This paper presents the design optimization of a mechanically decoupled six-axis force/torque (F/T) sensor by minimization of cross coupling error. The new term 'principal coupling' is proposed to define the largest cross coupling error. In the first design step of the F/T sensor, the locations of twenty-four strain gages in a sensor structure are predetermined, and four structural design variables are selected to be optimized. In the second step, an optimization framework that reduces principal coupling is developed. Multiple constraints on good isotropic measurement and safety are considered and formulated using the output strain of each strain gauge circuit. The optimal design utilizes FEM software and MATLAB interactively to perform effective shape optimization. As a result of shape optimization, principal coupling of a six-axis F/T sensor was reduced from 35% to 2.5% with good isotropy. The final design of the F/T sensor was fabricated for experimental verification and there was only 0.7% difference in principal coupling and 5.2% difference in the overall strain output between the numerical and experimental results. The optimal design results in this paper are expected to provide a design guideline for multi-axis F/T sensors with significantly reduced cross coupling error, one of the biggest technical obstacles in developing F/T sensors.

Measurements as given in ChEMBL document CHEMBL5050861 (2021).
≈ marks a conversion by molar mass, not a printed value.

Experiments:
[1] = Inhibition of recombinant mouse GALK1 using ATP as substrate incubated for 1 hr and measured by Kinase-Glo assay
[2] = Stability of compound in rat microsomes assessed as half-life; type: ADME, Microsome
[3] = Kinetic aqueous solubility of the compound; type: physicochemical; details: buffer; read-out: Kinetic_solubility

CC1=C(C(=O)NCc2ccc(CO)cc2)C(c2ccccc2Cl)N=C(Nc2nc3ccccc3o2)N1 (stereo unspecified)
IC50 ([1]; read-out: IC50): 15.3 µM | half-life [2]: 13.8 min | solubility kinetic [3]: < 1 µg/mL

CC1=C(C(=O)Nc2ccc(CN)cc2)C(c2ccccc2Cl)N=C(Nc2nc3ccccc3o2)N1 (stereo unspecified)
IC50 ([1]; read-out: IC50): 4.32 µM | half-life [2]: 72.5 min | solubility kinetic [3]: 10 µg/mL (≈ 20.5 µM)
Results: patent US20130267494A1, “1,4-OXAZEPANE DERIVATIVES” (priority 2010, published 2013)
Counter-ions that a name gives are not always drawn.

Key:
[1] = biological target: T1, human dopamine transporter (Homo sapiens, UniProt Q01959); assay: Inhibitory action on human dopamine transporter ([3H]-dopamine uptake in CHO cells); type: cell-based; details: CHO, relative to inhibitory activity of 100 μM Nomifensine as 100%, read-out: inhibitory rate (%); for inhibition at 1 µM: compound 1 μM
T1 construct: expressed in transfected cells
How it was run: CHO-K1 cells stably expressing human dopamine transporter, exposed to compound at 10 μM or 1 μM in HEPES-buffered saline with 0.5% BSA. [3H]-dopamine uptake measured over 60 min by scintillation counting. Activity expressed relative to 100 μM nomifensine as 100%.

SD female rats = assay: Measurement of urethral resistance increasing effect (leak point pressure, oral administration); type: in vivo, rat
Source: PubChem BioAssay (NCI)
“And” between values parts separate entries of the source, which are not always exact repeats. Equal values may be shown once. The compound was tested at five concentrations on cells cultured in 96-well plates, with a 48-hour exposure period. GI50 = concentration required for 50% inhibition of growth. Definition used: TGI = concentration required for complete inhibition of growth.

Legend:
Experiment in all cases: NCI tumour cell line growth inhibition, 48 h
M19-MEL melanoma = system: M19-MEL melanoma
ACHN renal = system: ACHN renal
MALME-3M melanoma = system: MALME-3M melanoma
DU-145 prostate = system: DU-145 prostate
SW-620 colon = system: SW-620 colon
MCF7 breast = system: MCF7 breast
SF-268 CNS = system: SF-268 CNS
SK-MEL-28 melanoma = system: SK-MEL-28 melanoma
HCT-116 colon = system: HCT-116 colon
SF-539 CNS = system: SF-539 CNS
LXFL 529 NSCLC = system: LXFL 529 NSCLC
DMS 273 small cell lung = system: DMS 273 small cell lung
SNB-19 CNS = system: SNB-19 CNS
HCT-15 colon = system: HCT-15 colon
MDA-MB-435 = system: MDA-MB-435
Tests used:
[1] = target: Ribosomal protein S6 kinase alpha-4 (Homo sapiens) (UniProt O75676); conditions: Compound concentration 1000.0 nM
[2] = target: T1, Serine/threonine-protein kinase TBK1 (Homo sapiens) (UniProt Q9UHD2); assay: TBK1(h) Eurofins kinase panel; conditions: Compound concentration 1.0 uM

Bibliographical noteFunding Information:
This research was supported by Basic Science Research Program through the National Research Foundation of Korea (NRF) funded by the Ministry of Education, Science and Technology (No. 2011-0026344 ) and by the Industrial Strategic Technology Development Program ( 10035431 , Development of Wearable Robot for Industrial Labor Support) funded by the Ministry of Trade, Industry & Energy (MI, Korea) . We also would like to thank Samsung Electronics for providing initial financial support.
All Science Journal Classification (ASJC) codes
- Electronic, Optical and Magnetic Materials
- Condensed Matter Physics
- Surfaces, Coatings and Films
- Metals and Alloys
- Electrical and Electronic Engineering